So far so good, but there are a number of things it can’t do. To start with, there are no obstacle detection sensors at all, so if something gets in the way, the Pixy will crash right into it. Leaves and twigs didn’t always stop it, but walls, branches and human bodies certainly did. Luckily, as mentioned, the Pixy is pretty tough.
Since it can’t go very far or high (up to 30 feet at most) the lack of obstacle detection shouldn’t be an issue for most people. To avoid any issues, though, you should test each maneuver in a wide open area to get a feel for how far away it travels.
Another significant limitation is flight time. Snap told me that the Pixy can fly for four to five minutes on a charge, or between five and 10 flights. You can buy extra batteries for $20 each, and get a portable dual-battery charger for $50. If you think you’ll need that extra flight time (you will), your best bet is the Pixy Flight Pack, which adds the charger and two extra batteries for an extra $20.
It also lacks a gimbal and relies strictly on electronic stability, so you might get some shaky footage if you’re flying in a lot of wind. Speaking of which, the Pixy’s light weight means you can’t really fly it outside at all in gusty conditions.
Image and video quality isn’t amazing, but it does the job. When I showed it to a professional photographer friend, he was pleasantly surprised. The exposure levels were good, and it was adjusted well when going from shade to sunlight. It worked fine indoors provided I had a reasonable amount of light.
When you open videos or photos on a PC screen, it’s clear that it can’t compare to a smartphone or other drones, particularly in low light. But even when you reduce the resolution by cropping vertically, it looks decent on a smartphone – so it’s absolutely good enough for most Snapchat users.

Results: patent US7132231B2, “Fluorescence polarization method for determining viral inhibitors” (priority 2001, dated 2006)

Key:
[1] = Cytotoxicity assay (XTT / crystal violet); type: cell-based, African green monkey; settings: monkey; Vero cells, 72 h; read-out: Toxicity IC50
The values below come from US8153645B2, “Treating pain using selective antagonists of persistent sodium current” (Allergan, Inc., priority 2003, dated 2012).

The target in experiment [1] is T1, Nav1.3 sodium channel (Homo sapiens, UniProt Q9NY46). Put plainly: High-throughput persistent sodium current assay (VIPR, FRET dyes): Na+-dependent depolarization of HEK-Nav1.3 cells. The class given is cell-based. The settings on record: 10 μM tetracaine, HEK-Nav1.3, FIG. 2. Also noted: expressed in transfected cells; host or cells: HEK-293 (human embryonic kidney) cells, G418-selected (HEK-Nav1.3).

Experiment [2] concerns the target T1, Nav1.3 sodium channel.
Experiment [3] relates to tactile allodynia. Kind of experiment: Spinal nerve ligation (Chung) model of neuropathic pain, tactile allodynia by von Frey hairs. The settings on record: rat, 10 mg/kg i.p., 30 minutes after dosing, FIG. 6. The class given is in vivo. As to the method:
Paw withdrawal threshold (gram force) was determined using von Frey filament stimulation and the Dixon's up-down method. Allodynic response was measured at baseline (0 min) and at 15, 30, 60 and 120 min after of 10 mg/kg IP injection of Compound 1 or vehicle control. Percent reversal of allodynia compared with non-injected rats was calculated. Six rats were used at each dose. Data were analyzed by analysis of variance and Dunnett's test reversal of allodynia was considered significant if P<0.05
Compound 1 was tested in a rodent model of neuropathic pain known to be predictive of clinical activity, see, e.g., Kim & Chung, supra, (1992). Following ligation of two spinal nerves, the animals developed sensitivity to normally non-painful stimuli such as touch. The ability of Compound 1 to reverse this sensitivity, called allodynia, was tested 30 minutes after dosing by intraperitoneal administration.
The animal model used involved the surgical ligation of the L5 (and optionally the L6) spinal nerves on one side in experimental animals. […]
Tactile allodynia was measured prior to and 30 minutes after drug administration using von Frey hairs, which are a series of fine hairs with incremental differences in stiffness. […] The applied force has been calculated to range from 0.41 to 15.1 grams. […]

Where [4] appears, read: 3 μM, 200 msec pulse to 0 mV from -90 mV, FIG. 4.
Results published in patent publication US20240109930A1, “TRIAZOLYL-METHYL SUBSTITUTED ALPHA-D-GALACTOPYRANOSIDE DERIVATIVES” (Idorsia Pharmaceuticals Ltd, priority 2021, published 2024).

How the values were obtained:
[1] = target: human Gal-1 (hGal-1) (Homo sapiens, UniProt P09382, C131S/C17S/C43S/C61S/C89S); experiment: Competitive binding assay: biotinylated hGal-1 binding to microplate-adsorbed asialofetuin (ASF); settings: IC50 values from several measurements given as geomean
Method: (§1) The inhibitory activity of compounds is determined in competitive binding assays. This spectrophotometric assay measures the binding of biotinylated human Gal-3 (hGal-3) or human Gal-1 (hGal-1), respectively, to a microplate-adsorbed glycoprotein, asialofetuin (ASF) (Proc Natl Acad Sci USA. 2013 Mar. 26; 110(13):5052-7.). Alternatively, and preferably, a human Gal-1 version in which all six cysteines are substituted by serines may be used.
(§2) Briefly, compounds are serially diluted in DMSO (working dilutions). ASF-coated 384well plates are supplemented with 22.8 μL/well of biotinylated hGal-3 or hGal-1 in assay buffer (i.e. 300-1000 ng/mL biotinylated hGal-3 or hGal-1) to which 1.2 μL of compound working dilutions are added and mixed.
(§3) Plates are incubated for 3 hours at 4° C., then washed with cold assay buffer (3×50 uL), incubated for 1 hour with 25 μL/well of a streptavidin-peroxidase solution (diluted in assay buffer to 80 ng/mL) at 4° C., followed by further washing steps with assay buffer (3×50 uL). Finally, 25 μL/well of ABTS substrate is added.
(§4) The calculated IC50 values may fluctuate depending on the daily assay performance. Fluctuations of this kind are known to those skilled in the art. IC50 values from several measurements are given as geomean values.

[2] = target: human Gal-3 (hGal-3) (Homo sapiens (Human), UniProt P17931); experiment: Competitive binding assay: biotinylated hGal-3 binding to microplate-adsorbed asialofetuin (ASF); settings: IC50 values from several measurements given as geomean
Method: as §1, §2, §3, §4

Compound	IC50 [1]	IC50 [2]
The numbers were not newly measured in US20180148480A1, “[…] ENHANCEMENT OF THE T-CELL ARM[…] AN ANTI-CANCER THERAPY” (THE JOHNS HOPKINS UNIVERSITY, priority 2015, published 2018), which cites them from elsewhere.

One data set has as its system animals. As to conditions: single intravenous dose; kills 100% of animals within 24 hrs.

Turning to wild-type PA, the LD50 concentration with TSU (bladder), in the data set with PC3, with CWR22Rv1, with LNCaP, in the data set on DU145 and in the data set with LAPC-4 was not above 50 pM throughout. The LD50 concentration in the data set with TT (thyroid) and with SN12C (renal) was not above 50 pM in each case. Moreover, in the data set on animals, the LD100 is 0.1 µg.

My photographer friend took it to a wedding and he found it great for grabbing some extra shots or to show behind-the-scenes goings on. Since it requires almost no setup or piloting, all he had to do was just launch the Pixy and it would do the rest – ideal for a busy photographer if quality isn’t a concern.
I enjoyed it too as a quick and easy drone and I feel like it would be something I’d take with me while traveling to get some nice reveals and aerial shots. I was curious to see how it compares with other Snapchat camera products like Spectacles, and what ambitions Snap has for it, so I asked Engadget senior editor Karissa Bell, who covers social media.
“If you think about what they’ve done with Spectacles… there was a lot of interest in the beginning, but once you start to use them they’re more of a novelty,” she told me. “The Pixy’s interesting because it really does seem to have more possibilities.”
“If you’re somebody who’s really active on Snapchat [or] making videos for Spotlight, which is their take on a TikTok-like feature, you can get really creative. But $230 is not a small amount of money, especially for younger people in Snapchat’s core demographic. So I think it could be more of a success than Spectacles, but there are a lot of drone companies out there if you’re just looking for a drone.”
In fact, it already looks like it’ll be a challenge to get one, as the wait time has stretched out to four whole months after pre-orders started on April 28th. That could be down to demand, but Snap CEO Evan Spiegel also told The Verge that the company “should have made more.”
Still, it does look like Snap is onto something with the Pixy. It’s not nearly as capable as pricier drones from DJI and others, but that’s not really the point. Rather, it’s a way for social media users to get some cinematic shots without the need to be a drone expert.
You can also turn over photo and video chores to the Pixy and focus on creating your Snap content. If you’re on a night out with friends, you can send it off to grab some shots without the need for a selfie stick or other gear.
It’s not perfect, as battery life is pretty poor and image quality merely passable. And at $230, it’s also quite expensive considering that you could buy a decent drone for that kind of money – we’ve seen DJI’s Spark Mini on sale at $250, for instance.
But Pixy isn’t designed for avid drone users who might balk at that price. It’s made for social media creators who might even consider it to be cheap considering what it could do for them. The reactions I saw from passersby and friends were overwhelmingly positive, with a number saying they might buy one. If that’s any kind of sign, the Pixy might become a hit.